Does your preschool class include children who speak languages other than English at home? Young dual language learners benefit from maintaining their home language while they are learning English. Here are some ways that teachers who are not fluent in their preschoolers’ home languages can help.
It is important for children to maintain their home languages as they learn English.
- Learning in both languages helps keep a child moving forward in many developmental areas.
- Keeping a child’s home language helps preserve family ties.
- Knowing more than one language is an asset.
Make the classroom a place where all children feel valued.
- Never allow teasing or isolation that could make a child feel unsafe or unwelcome.
- Put posters and pictures on walls related to all the children’s cultures. Make sure those images reflect accurate, modern examples of each culture.
- Provide some books and games in the home languages of all children.
- Label objects in the classroom using children’s home languages as well as English. Children can participate by placing the label on the correct item.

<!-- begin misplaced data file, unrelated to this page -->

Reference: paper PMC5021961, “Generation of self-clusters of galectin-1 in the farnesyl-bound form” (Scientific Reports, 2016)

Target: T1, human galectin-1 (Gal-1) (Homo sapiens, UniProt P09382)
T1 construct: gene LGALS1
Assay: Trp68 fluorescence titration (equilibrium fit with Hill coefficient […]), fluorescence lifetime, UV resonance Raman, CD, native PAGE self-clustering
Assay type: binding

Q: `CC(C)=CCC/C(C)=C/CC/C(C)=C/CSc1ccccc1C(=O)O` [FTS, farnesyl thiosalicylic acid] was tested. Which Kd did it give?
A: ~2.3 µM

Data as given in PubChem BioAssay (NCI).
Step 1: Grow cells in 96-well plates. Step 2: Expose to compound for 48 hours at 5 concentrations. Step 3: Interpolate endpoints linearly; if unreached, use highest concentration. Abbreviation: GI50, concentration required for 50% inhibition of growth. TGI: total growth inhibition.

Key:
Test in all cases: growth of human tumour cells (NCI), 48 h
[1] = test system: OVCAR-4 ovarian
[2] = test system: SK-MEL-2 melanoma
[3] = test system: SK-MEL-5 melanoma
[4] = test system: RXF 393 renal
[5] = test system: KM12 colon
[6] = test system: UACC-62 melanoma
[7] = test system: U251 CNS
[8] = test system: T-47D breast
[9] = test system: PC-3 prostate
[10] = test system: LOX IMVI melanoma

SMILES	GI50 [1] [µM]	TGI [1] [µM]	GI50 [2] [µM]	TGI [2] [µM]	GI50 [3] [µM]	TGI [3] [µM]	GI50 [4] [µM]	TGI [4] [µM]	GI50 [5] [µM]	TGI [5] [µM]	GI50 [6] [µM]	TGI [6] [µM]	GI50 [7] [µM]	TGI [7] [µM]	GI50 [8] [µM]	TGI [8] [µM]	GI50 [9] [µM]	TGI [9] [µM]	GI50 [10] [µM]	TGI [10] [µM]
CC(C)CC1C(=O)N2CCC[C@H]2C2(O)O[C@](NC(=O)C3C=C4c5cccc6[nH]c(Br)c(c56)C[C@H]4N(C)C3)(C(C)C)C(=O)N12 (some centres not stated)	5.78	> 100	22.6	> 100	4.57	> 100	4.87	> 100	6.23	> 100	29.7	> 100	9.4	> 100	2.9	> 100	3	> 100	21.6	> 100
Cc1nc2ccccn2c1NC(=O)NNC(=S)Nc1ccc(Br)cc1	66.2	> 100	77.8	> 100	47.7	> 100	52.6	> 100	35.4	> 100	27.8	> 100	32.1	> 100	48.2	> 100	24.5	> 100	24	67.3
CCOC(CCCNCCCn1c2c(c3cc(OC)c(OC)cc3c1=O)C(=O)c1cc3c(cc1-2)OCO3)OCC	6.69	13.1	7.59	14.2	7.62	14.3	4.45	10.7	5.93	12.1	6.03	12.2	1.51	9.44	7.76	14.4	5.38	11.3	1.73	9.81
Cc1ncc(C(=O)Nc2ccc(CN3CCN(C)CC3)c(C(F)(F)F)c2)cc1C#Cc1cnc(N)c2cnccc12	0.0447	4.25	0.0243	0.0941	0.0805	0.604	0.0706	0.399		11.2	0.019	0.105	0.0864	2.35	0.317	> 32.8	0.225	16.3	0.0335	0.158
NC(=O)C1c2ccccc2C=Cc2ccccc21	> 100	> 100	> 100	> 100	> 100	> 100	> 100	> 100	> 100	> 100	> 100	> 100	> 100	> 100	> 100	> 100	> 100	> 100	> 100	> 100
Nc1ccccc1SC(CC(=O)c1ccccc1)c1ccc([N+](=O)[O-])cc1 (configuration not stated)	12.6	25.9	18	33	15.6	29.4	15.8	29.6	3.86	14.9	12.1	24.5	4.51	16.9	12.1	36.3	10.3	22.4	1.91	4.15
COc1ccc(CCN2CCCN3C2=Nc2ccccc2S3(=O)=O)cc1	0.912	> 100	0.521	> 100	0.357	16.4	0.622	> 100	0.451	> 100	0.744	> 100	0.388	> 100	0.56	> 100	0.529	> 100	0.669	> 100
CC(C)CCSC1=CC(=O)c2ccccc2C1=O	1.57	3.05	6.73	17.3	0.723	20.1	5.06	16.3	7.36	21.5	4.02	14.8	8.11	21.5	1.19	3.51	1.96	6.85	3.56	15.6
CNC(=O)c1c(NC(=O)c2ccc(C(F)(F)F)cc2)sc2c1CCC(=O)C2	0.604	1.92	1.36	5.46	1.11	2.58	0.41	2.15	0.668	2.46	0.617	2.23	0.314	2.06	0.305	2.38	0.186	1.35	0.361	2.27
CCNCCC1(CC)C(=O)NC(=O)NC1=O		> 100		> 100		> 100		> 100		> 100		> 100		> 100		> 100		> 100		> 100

- Create a picture chart showing basic needs—eating, drinking water, and entering the bathroom—along with appropriate words in English. Children can point to a picture to communicate their needs, then repeat the words that the teacher uses.
Plan ways to bring the children’s home languages and cultures into the classroom.
- Learn at least a few words in each of the home languages that you expect to have in your classroom. Learn to say hello in each language and make a habit of greeting children and families in their home language.
- Ask your local library for help or look for free translation apps.
- Play music from each child’s culture and home language.
- Ask parent classroom volunteers to read some books in each child’s home language.
- Invite children to teach words and phrases from their home languages to the class.
- Encourage children to share objects or games from their home cultures.
Help children to understand and use both English and their home languages.
- Create routines that help children anticipate what will happen next even when they don’t understand all that is said.
- Use visual aids to illustrate words used in class.
- Reinforce English words they are learning with ongoing activities over several days.
- Promote child-to-child conversations.
- Encourage children to talk to their families about what they do at school. Sending home a picture of the child doing a classroom activity may help spark conversations.
- Resource List: English Language Learners